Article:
The stage of the Venetian theatre continues to be full of prominent singers, where after Felice Varesi and Fanny Salvini-Donatelli, first Violetta, Marianna Barbieri-Nini, Francesco Tamagno, Gemma Bellincioni, Rosina Storchio, the Venetian Carlo Galeffi, Hariclea Darcele and - in the 19th century – Mariano Stablile, Conchita Supervia, Aureliano Pertile, Toti Dal Monte, Gilda Dalla Rizza, Gina Cigna, Mafalda Favero, Tito Schipa sang. In the post second world war period Venice got back its role of great centre of international tourism and then also of prestigious world stage. In particular, La Fenice did not inactively witness the historical confrontation at La Scala between Maria Callas and Renata Tebaldi: their names, together with that of Giulietta Simionato, start to appear on the theatre playbills from 1949, when Callas tackled the “Capuleti” by Bellini, in the role of Elvira. Among the great actors and shows of the 1950s the following are worth mentioning: Boris Christoff and Nicola Rossi-Lemeni (Boris and Chovanscina), Sesto Bruscantini, Maria Caniglia (Tosca), Magda Oliviero (I quattro rusteghi), Franco Corelli (Fanciulla del West e Carmen), Alfredo Kraus (Traviata), Giacomo Lauri-Volpi (Trovatore). In 1960 Joan Sutherland played the eponymous role in Alcina, in 1961 Renata Scotto and Alfredo Kraus gave life to an unforgettable “Sonnambula”; Carlo Bergonzi was the protagonist in the same year of an excellent “Aida”, Fiorenza Cossotto, Gianni Raimondi, Ruggero Raimondi, Leyla Gencer, Teresa Berganza, Luciano Pavarotti all took to the La Fenice stage in the following decade and made many more appearances. The Donizettian interpretations of Monserrat Caballé (“Roberto Devereux”, 1975), Mirella Freni (“La figlia del reggimento”, 1975) and Katia Ricciarelli from Veneto (“Maria di Rudenz”, 1981), together with “Tancredi” and “Orlando” of Marilyn Horne and Lella Cuberli 1981 and 1984) also deserve a mention.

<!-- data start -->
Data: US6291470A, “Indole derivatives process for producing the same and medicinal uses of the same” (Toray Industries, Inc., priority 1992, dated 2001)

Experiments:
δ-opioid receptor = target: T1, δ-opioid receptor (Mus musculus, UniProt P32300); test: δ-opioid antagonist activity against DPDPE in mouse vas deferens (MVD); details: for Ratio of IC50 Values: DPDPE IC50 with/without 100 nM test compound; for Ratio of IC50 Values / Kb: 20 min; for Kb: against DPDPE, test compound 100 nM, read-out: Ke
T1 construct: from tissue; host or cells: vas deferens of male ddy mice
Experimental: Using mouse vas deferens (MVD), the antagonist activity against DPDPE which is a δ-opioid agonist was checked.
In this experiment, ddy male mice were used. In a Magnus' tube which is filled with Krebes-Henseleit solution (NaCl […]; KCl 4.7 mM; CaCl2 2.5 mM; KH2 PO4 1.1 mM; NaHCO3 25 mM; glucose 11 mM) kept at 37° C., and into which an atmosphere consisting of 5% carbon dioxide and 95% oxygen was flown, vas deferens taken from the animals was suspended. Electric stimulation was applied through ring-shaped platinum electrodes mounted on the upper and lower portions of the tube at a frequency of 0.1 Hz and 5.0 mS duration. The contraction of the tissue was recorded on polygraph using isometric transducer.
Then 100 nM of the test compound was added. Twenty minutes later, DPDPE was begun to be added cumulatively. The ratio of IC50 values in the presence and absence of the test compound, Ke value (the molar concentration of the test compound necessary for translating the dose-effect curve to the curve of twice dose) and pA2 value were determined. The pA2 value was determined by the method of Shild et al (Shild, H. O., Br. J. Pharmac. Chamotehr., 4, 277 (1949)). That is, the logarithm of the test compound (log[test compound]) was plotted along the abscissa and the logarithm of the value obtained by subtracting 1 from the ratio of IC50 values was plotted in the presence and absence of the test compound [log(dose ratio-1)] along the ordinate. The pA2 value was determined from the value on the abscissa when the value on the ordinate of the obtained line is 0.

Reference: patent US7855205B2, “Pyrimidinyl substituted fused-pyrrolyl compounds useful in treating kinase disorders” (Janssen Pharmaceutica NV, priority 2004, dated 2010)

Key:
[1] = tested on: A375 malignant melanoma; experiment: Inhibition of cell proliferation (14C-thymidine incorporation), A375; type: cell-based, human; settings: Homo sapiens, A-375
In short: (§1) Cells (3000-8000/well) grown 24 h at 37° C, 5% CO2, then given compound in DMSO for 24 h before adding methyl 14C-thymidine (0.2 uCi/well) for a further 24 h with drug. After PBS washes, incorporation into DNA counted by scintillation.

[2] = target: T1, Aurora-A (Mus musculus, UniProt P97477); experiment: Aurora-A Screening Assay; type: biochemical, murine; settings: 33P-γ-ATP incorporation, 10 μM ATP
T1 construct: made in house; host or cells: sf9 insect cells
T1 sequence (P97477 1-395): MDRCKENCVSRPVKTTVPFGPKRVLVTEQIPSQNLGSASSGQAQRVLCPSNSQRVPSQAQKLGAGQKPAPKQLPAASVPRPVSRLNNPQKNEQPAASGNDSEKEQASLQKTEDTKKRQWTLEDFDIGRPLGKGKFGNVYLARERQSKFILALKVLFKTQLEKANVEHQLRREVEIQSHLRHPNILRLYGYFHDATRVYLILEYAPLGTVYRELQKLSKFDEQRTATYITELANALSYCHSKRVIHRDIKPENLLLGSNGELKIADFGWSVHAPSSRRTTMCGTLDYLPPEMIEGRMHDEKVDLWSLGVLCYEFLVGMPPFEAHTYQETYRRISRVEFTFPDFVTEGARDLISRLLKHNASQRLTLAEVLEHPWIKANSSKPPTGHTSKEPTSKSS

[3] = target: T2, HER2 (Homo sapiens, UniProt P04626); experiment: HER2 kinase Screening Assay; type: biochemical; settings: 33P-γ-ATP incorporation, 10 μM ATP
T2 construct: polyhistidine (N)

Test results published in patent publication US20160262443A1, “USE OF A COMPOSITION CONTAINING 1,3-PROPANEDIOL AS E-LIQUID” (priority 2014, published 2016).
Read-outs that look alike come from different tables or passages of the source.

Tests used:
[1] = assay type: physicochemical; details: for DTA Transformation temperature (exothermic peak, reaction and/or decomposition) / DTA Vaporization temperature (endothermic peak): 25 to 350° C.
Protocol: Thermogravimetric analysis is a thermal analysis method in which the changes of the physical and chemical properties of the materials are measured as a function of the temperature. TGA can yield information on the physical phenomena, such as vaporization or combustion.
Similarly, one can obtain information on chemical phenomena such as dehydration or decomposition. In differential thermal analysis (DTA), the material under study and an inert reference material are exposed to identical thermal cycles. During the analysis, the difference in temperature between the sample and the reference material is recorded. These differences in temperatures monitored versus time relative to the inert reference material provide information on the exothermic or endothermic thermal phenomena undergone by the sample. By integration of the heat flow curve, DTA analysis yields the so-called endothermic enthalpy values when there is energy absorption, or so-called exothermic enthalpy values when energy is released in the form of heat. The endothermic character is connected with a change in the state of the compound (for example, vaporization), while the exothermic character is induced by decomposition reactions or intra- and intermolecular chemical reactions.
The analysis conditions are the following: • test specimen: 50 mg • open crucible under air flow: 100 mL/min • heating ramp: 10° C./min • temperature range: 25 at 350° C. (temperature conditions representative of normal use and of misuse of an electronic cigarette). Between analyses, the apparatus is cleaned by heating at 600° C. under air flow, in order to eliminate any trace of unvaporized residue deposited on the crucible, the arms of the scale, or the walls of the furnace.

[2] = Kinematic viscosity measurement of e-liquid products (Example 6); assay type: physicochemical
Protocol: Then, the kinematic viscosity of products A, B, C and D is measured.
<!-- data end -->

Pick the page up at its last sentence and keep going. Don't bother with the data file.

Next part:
An artistic fact of absolute importance is the collaboration between La Fenice Theatre and the International Festival of Contemporary music of Venice, which has become one of the Biennial events since 1930. Through many difficulties the Biennial continues its events to this day, which are usually held during the second half of September, Immediately after the Cinema Festival. This union between institutions, has led to the accomplishment of a number of essential works in the history of the opera of the second half of the 20th century, including ”La carriera di un libertino” by Stravinskij (1951), “Il giro di vite” by Benjamin Britten (1954), “L’angelo di fuoco” by Sergej Prokof’ev (1955), “Intolleranza” by Venetian Luigi Nono (1960), “Hyperion” by Bruno Maderna (1964), “Le metamorfosi di Bonaventura” by Gian Francesco Malipiero (1966), “Lorenzaccio” by Sylvano Bussotti (1972) and “Prometeo” always by Nono (1984: for this production Renzo Piano designed a stage in the deconsecrated church of San Lorenzo). It should not be forgotten that La Fenice was also, in those and in the following years, a centre of propulsion in the production of those particular novelties, which are the “rediscoveries” of past texts from “The finta pazza” by Francesco Sacrati (1987) to “Crispino e la comare” by the Ricci brothers (1983, 1986) and “Maria di Rudenz” by Donizetti (1981, 1982).